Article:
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How Temperature Contributes to Tire Pressure
If you paid attention during physics class, you'd know that the pressure and volume of a gas in a closed system may only remain constant for as long as its temperature remains constant. This is an important point to keep in mind since a car's tire is a closed system filled with gas. This also means that the tire's inflation pressure will react according to the rise or fall in the operating temperature.
As a rule of thumb, for car tires, you can expect to see a pressure change of one pound per square inch with each 10 °F change in the temperature of the air chamber in the tire.
Cold Tire Pressure vs. Warm
Contrary to popular belief, filling air in the tires of your car is not as straightforward as one might think. For instance, when the temperature is cold, the air in the tires takes up less volume than when the temperature is high, where car tires tend to take up more volume. This change in the volume pressure is why car owners need to educate themselves on cold tire pressure vs warm tire pressure.
Getting familiar with the tire pressure and cold tire pressure vs warm tire pressure is crucial to ensure that the tire pressure is always at an optimal level, regardless of the weather. It is also important to note that the inflation pressure of a car tire tends to drop as the temperature lowers. For instance, it is normal for car owners to see tire pressure dropping by 1 or 2 PSI per 10 degrees drop in temperature.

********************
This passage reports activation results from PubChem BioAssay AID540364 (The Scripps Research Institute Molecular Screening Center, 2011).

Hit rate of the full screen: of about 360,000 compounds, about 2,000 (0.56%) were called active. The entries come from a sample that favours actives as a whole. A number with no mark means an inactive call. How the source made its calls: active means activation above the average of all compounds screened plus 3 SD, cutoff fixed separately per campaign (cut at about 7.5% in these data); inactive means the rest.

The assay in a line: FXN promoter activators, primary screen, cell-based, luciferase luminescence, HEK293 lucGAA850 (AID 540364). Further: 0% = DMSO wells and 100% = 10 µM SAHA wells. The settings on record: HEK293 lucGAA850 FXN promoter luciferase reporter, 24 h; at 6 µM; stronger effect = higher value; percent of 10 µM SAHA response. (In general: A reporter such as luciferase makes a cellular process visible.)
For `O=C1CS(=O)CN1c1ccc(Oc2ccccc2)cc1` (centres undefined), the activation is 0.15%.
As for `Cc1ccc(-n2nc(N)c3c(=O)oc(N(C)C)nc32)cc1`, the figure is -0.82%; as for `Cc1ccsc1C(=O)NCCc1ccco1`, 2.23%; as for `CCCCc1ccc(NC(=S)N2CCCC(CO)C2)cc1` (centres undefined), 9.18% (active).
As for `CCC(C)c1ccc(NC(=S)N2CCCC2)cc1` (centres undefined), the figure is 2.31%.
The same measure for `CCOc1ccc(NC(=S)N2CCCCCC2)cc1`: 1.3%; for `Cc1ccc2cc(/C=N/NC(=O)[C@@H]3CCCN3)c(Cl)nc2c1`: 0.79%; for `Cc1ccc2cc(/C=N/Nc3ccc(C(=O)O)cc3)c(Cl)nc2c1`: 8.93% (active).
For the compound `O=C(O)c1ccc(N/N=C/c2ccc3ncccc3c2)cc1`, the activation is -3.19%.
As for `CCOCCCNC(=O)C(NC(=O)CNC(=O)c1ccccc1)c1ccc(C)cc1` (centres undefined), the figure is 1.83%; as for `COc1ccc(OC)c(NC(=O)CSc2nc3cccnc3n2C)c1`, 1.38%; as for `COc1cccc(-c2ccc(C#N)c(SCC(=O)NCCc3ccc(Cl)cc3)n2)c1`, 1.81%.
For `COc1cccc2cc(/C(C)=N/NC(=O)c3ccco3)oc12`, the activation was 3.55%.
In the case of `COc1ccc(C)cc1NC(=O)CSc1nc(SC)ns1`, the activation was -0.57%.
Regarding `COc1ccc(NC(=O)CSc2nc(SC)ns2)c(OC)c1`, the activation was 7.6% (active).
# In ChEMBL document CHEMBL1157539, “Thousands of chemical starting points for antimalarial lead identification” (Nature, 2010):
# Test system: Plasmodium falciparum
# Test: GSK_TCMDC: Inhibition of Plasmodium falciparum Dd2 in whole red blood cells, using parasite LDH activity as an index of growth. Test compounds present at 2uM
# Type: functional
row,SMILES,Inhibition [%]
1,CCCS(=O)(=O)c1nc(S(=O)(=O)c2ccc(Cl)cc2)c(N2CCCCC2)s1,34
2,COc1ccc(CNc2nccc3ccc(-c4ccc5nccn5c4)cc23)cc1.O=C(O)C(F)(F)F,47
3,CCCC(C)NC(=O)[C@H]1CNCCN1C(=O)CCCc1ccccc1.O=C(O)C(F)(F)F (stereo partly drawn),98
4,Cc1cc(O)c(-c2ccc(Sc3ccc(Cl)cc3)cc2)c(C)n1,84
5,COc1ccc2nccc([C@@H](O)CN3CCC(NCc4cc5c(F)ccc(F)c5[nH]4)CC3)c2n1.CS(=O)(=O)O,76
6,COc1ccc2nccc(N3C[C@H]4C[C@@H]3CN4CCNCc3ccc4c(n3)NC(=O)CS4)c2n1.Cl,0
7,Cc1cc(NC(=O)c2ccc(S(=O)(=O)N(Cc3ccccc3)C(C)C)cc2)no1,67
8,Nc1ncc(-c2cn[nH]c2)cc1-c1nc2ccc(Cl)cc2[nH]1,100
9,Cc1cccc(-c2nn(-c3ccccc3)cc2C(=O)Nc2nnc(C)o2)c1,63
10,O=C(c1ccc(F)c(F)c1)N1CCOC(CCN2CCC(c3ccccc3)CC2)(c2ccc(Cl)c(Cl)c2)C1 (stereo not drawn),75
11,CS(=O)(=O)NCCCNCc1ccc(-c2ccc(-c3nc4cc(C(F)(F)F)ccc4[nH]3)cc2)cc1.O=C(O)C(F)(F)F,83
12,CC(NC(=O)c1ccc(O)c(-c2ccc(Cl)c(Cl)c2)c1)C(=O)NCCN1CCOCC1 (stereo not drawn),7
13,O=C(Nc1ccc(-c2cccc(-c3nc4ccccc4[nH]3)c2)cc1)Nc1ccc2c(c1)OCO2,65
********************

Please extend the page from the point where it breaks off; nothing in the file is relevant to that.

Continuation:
This works both ways. For example, car owners often notice an increase in the pressure in their car tires for every five-minute interval of the first 20 minutes of driving. This increase in the tire pressure of about 1 PSI is because the car's tires normally start to warm up after 20 minutes of driving. This is also one of the reasons why car manufacturers recommend specific PSI for optimal tire performance, depending on whether the car tires are warm or cold.
Hot vs Cold Tires: What's the Difference?
Tire manufacturers recommend the ideal PSI for specific tires, which dictates the optimal level for your car and the tires. However, it is important to note that these recommendations by tire manufacturers are normally for cold tires, where the air takes up less volume. This is also why once the temperature drops during the winter season, the in-built computer system in most modern cars indicates a low pressure in the tires.
In an ideal situation, when filling air into the car tires during the winter season, car owners should wait for the time when the car tires are cool, as in, in the morning or late in the evening, when the car has not been driven for at least a few hours.
Sadly, since there's no way of inflating the tires of your car at home, most people have no choice but to drive their car to the nearest gas station, which can heat up the tires. To be sure your tires always have the right amount of pressure, measure the PSI of your tires before you leave home. Then measure the PSI of the tires again once you reach the gas station and just add the PSI you need according to the first PSI reading.
Underinflated/Overinflated Car Tires